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Involuntary treatment in the community: role of community treatment orders

  • Sarah Woolley (a1)
Summary

Although community treatment orders (CTOs) have been used internationally since the 1980s, they were only introduced into England and Wales in 2007 by amendments to the 1983 Mental Health Act. Aimed to replace the common use of extended Section 17 leave to enforce community treatment, CTOs are believed to offer patients more protection owing to stringent criteria for their use. Literature reviews, however, do not demonstrate any evidence favouring the use of CTOs and in this age of evidence-based medicine it is questionable whether psychiatrists will change from a familiar practice to an unproven one.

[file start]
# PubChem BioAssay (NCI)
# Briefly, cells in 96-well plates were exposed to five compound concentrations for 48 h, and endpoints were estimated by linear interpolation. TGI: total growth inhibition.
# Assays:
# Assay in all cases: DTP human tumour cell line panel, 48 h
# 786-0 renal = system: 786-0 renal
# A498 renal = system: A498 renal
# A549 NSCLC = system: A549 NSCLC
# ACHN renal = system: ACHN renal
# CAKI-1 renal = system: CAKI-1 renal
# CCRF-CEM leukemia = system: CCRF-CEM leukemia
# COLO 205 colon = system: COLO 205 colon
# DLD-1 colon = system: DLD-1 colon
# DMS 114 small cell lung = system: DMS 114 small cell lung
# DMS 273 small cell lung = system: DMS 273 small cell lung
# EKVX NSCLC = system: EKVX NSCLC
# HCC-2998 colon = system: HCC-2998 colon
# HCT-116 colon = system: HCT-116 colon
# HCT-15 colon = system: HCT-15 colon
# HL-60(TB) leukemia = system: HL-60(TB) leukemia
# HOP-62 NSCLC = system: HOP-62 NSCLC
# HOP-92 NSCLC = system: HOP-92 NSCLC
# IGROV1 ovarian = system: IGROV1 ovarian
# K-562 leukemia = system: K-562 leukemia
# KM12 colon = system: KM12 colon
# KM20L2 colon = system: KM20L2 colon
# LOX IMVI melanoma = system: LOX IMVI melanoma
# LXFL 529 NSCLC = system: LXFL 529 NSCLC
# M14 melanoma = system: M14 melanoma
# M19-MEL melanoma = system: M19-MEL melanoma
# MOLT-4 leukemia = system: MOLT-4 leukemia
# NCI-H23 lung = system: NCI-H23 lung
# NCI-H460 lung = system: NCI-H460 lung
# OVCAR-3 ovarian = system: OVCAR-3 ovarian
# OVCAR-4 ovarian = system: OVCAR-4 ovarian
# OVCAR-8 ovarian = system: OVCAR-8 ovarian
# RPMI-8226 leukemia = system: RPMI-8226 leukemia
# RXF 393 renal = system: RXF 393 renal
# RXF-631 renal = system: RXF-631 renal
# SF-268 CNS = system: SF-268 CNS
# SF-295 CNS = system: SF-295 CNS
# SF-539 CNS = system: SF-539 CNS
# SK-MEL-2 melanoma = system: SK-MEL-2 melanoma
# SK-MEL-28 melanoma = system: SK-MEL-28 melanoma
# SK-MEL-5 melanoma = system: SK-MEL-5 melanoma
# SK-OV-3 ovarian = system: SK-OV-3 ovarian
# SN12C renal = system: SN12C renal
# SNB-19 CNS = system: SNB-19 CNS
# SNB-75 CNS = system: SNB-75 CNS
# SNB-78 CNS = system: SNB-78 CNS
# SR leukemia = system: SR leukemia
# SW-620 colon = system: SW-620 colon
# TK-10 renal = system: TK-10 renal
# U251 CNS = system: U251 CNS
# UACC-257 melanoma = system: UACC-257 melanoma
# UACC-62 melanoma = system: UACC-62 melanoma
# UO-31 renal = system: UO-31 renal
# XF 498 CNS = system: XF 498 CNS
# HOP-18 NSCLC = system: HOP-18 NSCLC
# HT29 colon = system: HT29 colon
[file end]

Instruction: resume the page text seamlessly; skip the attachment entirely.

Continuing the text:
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Copyright
This is an Open Access article, distributed under the terms of the Creative Commons Attribution (CC-BY) license (http://creativecommons.org/licenses/by/4.0/), which permits unrestricted re-use, distribution, and reproduction in any medium, provided the original work is properly cited.
Corresponding author
Sarah Woolley (davidandsarahsmith@btinternet.com)
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Declaration of interest

None.

Footnotes
References
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Involuntary treatment in the community: role of community treatment orders

  • Sarah Woolley (a1)
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